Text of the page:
# Explanation: Something missing??

#### nsaspook

Joined Aug 27, 2009
11,290
I don't see much of a problem as they didn't try to actually explain how a AC motor works. Always think, energy.

Opposed magnetic fields (at least one has to be electromagnetic) drive the motor. At unloaded startup we have a static condition of a rotating (a phase shift between fields by some means electrical or mechanical) magnetic field but non-rotating magnets. Energy flows into the mass of the motor shift via the Lorentz Force. The motor shaft follows the path of least action, that means it wants to move in a way that minimizes the energy on that path.

Last edited:

Joined Jul 18, 2013
27,043
At the point of switch the squirrel cage induction motor is essentially a transformer with a shorted turns secondary's, this effect of the rotor was not really covered or discussed at all, IMO.
Re: "why is the motor start up current so high" !!

#### nsaspook

Joined Aug 27, 2009
11,290
At the point of switch the squirrel cage induction motor is essentially a transformer with a shorted turns secondary's, this effect of the rotor was not really covered or discussed at all, IMO.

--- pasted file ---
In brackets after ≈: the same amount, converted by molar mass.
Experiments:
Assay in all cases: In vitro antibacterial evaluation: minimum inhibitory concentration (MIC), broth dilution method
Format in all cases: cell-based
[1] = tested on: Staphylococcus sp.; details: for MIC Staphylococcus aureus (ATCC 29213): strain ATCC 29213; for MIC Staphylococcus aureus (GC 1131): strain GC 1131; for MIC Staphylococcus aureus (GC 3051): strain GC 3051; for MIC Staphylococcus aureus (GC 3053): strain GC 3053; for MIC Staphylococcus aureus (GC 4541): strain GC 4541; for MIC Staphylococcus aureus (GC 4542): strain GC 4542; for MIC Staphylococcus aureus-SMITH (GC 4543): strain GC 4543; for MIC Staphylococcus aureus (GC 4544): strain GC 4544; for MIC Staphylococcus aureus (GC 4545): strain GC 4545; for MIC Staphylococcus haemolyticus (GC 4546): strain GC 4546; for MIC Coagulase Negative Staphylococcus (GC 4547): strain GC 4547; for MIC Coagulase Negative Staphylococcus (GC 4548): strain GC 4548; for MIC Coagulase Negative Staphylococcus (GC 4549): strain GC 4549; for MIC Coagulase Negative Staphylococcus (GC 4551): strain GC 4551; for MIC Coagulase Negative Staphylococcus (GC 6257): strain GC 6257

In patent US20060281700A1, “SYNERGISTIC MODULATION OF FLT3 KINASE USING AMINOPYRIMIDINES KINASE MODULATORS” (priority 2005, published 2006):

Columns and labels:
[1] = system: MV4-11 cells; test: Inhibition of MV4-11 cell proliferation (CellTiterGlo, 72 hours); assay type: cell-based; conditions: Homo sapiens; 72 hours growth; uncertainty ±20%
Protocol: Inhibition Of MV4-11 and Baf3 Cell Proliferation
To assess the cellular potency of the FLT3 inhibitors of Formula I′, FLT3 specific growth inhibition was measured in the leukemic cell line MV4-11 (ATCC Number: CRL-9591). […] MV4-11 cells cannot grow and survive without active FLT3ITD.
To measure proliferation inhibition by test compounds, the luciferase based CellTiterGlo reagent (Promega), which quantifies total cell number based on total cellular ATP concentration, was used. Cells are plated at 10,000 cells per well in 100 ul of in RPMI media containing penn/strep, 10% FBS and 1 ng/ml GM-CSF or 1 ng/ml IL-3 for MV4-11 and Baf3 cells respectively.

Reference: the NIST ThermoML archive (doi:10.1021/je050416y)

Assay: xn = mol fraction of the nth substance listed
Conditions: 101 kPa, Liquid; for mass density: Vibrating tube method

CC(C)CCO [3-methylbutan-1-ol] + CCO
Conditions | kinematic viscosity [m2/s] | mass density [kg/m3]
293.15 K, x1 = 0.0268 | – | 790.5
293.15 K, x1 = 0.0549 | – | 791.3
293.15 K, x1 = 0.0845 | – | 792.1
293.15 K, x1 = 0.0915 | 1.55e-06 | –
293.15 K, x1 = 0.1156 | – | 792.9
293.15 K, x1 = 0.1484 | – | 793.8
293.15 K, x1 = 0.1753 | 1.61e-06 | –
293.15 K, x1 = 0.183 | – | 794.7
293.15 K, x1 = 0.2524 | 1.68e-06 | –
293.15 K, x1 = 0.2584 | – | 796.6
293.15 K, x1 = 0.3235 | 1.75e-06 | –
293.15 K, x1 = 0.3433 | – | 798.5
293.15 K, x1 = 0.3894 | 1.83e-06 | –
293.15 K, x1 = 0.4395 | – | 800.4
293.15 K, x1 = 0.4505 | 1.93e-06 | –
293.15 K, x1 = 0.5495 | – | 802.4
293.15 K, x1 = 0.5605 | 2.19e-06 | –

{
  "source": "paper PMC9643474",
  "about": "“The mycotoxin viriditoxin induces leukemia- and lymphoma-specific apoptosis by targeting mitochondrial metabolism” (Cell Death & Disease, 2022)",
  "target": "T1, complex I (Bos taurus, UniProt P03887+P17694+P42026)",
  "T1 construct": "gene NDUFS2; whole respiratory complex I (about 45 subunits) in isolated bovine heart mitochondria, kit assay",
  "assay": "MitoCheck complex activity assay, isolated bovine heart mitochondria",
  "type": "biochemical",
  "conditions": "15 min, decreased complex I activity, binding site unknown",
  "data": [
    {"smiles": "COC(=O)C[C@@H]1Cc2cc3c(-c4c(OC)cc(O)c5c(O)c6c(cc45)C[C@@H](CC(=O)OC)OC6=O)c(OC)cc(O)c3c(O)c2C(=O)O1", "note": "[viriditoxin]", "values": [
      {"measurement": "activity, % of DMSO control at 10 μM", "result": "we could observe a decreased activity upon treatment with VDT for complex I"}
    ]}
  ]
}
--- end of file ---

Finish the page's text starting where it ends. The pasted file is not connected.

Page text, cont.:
Re: "why is the motor start up current so high" !!
The shorted secondary transformer is an imprecise analogy IMO. The electrical response (high current) is essentially the same but the EM reasons why are different with a AC motor vs a transformer.

Joined Jul 18, 2013
27,043
Just compare what happens when the rotor bars become disconnected, result, a 1ph or 3ph very low current inductance/choke . i.e. no motion.
It happened fairly frequently when motors had soldered copper squirrel cage.
I never saw any reference to the rotor effect at switch on, in spite of the title.
I assumed it was aimed at those with limited knowledge/experience with such motors?

Last edited:

#### MisterBill2

Joined Jan 23, 2018
14,722
The article is certainly well written but quite technically deficient . Was it written by that AI program, I wonder. Certainly the author was not familiar with induction motor operation.
A very simple explanation is that motor current is limited by the counter-EMF, which is generated by the rotation, and at startup there is no rotation, thus no counter EMF, thus no current limiting. (This explanation is correct but does not explain much.)